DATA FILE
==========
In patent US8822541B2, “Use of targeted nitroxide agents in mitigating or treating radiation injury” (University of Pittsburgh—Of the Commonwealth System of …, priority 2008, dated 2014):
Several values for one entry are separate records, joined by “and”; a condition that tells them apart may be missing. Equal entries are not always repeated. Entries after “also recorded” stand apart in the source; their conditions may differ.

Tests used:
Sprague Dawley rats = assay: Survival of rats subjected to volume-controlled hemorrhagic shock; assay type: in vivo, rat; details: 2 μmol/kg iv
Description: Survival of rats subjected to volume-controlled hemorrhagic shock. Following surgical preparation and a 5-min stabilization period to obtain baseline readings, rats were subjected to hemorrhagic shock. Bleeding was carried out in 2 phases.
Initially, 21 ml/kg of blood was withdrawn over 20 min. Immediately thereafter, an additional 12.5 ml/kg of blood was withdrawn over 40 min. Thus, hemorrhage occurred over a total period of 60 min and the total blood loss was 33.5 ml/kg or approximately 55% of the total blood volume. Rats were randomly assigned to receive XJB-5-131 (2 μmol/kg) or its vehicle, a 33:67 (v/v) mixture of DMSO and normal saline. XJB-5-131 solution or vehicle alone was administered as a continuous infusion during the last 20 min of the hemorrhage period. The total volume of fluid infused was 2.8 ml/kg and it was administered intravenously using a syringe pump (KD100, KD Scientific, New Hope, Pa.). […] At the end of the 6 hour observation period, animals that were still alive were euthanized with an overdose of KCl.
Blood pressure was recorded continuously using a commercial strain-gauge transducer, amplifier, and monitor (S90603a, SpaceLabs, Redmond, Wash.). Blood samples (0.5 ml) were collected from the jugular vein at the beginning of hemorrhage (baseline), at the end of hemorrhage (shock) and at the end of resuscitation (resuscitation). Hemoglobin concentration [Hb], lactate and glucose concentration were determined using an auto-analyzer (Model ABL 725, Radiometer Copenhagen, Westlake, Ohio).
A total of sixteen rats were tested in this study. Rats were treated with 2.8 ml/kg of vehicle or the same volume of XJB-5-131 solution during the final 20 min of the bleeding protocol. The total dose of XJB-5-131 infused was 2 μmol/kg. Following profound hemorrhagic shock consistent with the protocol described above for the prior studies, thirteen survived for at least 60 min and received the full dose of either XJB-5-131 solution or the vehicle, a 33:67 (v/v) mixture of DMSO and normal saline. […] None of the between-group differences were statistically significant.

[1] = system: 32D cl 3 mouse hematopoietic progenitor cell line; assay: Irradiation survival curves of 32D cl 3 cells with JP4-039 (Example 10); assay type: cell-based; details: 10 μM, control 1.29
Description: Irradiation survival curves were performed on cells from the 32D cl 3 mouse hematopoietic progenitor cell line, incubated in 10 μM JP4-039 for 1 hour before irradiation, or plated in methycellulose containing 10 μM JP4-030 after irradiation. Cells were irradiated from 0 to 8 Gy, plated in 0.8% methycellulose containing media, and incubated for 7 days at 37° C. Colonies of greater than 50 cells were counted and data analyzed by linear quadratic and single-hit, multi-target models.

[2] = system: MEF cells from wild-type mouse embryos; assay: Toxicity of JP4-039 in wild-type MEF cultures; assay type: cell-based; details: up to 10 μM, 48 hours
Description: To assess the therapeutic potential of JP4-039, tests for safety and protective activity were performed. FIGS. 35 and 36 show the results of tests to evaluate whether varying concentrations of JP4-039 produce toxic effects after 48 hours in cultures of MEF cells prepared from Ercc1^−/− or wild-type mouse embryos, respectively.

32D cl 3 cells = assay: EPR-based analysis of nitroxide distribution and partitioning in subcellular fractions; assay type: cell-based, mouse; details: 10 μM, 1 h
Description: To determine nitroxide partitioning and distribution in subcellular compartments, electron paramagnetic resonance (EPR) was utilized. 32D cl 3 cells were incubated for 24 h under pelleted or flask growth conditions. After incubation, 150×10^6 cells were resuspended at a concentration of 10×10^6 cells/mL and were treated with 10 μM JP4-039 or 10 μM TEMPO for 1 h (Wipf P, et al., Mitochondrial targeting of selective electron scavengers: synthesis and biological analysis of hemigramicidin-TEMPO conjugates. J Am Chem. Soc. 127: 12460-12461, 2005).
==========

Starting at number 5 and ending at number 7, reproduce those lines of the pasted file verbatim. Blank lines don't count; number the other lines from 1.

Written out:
Description: Survival of rats subjected to volume-controlled hemorrhagic shock. Following surgical preparation and a 5-min stabilization period to obtain baseline readings, rats were subjected to hemorrhagic shock. Bleeding was carried out in 2 phases.
Initially, 21 ml/kg of blood was withdrawn over 20 min. Immediately thereafter, an additional 12.5 ml/kg of blood was withdrawn over 40 min. Thus, hemorrhage occurred over a total period of 60 min and the total blood loss was 33.5 ml/kg or approximately 55% of the total blood volume. Rats were randomly assigned to receive XJB-5-131 (2 μmol/kg) or its vehicle, a 33:67 (v/v) mixture of DMSO and normal saline. XJB-5-131 solution or vehicle alone was administered as a continuous infusion during the last 20 min of the hemorrhage period. The total volume of fluid infused was 2.8 ml/kg and it was administered intravenously using a syringe pump (KD100, KD Scientific, New Hope, Pa.). […] At the end of the 6 hour observation period, animals that were still alive were euthanized with an overdose of KCl.
Blood pressure was recorded continuously using a commercial strain-gauge transducer, amplifier, and monitor (S90603a, SpaceLabs, Redmond, Wash.). Blood samples (0.5 ml) were collected from the jugular vein at the beginning of hemorrhage (baseline), at the end of hemorrhage (shock) and at the end of resuscitation (resuscitation). Hemoglobin concentration [Hb], lactate and glucose concentration were determined using an auto-analyzer (Model ABL 725, Radiometer Copenhagen, Westlake, Ohio).